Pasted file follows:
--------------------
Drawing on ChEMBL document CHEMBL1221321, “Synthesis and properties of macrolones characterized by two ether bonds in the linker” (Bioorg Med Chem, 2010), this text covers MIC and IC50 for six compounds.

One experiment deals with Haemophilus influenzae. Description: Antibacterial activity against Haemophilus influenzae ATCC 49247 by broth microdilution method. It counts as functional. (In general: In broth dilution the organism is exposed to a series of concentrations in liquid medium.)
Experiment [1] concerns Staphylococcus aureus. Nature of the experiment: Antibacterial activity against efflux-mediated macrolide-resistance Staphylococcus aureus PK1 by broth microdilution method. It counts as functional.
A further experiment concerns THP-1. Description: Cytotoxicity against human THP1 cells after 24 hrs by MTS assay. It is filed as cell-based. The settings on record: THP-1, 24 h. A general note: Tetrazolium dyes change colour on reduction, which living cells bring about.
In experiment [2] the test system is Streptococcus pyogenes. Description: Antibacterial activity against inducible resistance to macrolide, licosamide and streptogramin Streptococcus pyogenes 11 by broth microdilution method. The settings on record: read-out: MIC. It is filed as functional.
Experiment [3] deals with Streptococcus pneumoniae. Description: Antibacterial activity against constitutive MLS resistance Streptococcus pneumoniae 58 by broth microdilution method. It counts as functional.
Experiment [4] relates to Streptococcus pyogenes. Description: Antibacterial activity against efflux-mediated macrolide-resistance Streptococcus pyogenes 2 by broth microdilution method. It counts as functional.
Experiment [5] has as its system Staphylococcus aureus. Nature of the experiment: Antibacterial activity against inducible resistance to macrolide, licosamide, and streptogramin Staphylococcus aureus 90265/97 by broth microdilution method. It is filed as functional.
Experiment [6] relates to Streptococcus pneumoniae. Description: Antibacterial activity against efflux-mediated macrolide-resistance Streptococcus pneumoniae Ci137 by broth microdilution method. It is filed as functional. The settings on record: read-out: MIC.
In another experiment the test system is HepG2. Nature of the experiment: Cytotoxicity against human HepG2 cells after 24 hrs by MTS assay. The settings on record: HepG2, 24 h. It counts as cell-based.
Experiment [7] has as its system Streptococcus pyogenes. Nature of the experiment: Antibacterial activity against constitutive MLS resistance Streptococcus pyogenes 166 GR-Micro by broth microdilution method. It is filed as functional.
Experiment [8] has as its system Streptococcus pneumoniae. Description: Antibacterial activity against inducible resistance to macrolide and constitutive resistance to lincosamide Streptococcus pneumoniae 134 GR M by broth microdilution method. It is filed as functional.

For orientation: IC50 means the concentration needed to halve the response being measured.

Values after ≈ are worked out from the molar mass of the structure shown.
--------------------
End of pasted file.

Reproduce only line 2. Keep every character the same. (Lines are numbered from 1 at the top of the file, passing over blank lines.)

One experiment deals with Haemophilus influenzae. Description: Antibacterial activity against Haemophilus influenzae ATCC 49247 by broth microdilution method. It counts as functional. (In general: In broth dilution the organism is exposed to a series of concentrations in liquid medium.)